You might think that SMTP admins would never do that, they have no purpose to look, that it would be a disciplinary action if they did.

You can dislike it, you can down vote me as much as you like, email is demonstrably similar to a postcard in snail mail, whilst people use it as a secure person to person communication tool.

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Tom 38
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Re: But...

You should have a reasonable expectation that a postcard sent through the mail may be read by someone other than you. You should have the same expectation for email - it's as secure as a postcard.

Anything you wouldn't put on a postcard shouldn't be put in an email.

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Dutch operators: Ugh, we really overdid it on the 4G last night...

Tom 38
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Re: People saying prices haven't increased?

If you think prices have increased and you're on an 18 month contract, then you're one of the morons subsidizing me (thx!). I have zero commitment to my phone provider, if they were to raise prices for 3G (they won't) I can just leave for elsewhere.

my £45 contract is now £47.56 a month due to 'inflation'

Play that game then - your £47.56 a month is only worth £45 in 2008.

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Tom 38
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@AC: Which operator do you think will raise their 2G/3G prices to absorb their 4G costs?

Which operators raised their 2G prices at all after spending 6 times as much on the 3G auction as they are anticipated to pay for the 4G auction?

I expect that the monthly cost of my 3G contract will continue to fall, as it has since I first got one in 2008.

I expect that a bunch of twats will pay over and beyond to get 4G now.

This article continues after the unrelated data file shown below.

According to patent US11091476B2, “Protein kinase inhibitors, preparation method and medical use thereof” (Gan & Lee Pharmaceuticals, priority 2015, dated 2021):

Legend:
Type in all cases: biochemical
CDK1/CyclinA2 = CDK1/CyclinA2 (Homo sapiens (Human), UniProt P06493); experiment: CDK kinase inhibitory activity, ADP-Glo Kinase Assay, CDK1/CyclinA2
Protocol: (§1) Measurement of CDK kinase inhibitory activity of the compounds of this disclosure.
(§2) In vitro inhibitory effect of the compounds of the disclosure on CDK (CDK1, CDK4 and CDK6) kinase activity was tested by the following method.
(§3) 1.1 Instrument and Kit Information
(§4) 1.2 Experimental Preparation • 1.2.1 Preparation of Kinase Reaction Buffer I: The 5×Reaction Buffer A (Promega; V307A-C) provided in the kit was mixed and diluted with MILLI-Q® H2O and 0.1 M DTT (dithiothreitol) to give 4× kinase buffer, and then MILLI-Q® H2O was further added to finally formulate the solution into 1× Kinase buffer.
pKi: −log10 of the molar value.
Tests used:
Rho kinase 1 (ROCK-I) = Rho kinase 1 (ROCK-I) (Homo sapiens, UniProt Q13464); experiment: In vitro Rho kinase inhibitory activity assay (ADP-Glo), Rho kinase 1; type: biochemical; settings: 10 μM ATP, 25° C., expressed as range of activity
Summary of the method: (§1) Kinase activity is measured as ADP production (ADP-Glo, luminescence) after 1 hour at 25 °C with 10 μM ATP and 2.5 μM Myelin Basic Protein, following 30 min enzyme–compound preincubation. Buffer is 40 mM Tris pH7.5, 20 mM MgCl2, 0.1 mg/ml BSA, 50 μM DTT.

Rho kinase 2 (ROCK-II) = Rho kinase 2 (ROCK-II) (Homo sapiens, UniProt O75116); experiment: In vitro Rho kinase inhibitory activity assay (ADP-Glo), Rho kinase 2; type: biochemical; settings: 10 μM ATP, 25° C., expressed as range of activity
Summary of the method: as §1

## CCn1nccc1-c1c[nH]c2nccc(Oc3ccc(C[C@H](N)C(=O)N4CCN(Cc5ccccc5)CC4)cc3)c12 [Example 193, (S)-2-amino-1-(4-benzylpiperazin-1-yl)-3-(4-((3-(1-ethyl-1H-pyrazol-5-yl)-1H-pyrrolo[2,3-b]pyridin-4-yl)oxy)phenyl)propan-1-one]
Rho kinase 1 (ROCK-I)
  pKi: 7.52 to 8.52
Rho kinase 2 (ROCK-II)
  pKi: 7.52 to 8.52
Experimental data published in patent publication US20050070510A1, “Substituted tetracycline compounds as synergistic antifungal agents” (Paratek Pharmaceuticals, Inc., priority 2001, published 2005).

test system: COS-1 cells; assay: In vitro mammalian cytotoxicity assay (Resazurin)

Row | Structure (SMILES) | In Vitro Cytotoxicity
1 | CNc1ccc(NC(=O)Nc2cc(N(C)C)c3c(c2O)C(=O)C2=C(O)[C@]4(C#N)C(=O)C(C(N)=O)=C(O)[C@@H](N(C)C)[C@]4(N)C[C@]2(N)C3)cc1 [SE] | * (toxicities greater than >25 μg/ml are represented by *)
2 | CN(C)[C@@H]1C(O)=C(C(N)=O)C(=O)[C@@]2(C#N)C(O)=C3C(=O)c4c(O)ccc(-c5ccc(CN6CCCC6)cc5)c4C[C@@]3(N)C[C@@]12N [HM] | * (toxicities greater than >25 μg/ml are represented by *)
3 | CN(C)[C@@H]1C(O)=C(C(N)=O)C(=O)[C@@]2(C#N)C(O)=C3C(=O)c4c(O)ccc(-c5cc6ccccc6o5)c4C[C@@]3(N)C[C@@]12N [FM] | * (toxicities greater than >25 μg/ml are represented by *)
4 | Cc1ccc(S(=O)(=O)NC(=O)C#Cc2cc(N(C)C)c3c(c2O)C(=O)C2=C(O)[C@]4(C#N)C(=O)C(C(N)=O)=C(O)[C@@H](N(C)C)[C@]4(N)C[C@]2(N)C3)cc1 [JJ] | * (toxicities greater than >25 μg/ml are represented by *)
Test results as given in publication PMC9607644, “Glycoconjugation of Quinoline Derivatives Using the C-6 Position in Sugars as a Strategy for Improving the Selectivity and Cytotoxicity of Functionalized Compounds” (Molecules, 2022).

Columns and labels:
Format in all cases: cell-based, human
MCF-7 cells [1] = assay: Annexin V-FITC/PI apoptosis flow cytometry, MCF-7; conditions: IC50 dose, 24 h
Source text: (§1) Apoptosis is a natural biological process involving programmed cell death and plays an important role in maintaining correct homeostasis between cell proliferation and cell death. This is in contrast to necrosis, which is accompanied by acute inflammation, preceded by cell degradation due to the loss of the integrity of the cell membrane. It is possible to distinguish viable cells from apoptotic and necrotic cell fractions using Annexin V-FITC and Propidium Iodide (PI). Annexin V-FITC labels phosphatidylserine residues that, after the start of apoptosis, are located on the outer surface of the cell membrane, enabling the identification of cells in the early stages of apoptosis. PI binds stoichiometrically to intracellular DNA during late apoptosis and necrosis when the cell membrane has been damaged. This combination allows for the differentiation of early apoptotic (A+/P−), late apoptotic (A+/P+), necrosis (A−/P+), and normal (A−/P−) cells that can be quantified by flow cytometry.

I expect that eventually I will get 4G when it is comparable to the cost of 3G and I need a new phone.

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Tom 38
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Re: 3G

£22.4bn not £37bn. In USD it was $35bn.

Licence A: TIW £4.3847bn

Licence B: Vodafone Airtouch £5.964bn

Licence C: BT £4.03bn

Licence D: One2One £4.003bn

Licence E: Orange £4.095bn

The 3G auction in Germany raised £30bn.

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Tom 38
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FAIL

Re: As usual...

Is someone holding your child over a balcony saying "Buy 4G service or the kid gets it"?

If you don't want 4G, don't get it.

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It's official: Mac users are morally superior to Windows users

Tom 38
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Headmaster

zemerick: It's called, maths, it's a new trick people are using. (short answer: browsers can be used on different OS.)

Long answer: Eg, these sets of donations

Chrome - Windows - 10, 10, 10, 10

Chrome - Mac - 50, 50, 50, 50

IE - Windows - 20, 20, 20, 20

Average for Chrome is 30

Average for IE is 20

Average for Windows is 15